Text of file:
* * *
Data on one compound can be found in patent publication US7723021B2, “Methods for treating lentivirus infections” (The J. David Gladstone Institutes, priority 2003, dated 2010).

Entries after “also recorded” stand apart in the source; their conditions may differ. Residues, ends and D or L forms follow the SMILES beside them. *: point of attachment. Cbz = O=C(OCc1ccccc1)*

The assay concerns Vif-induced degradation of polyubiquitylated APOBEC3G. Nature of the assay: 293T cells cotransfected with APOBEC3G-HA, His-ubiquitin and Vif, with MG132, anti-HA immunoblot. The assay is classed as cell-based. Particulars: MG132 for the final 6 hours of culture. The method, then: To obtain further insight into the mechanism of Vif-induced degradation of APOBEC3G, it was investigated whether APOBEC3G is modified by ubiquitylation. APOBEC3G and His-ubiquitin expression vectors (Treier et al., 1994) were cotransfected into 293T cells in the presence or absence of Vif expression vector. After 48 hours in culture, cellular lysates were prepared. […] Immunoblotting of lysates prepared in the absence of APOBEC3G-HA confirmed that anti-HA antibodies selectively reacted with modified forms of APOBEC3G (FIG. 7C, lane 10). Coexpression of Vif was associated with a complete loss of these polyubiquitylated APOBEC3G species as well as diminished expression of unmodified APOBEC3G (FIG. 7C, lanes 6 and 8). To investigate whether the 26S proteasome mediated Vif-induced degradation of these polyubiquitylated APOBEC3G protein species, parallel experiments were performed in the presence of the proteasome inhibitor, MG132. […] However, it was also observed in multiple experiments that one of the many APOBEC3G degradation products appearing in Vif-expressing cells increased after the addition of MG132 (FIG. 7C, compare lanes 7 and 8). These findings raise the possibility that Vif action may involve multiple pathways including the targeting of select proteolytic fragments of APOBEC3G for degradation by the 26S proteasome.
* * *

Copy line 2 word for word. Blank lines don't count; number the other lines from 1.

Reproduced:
Entries after “also recorded” stand apart in the source; their conditions may differ. Residues, ends and D or L forms follow the SMILES beside them. *: point of attachment. Cbz = O=C(OCc1ccccc1)*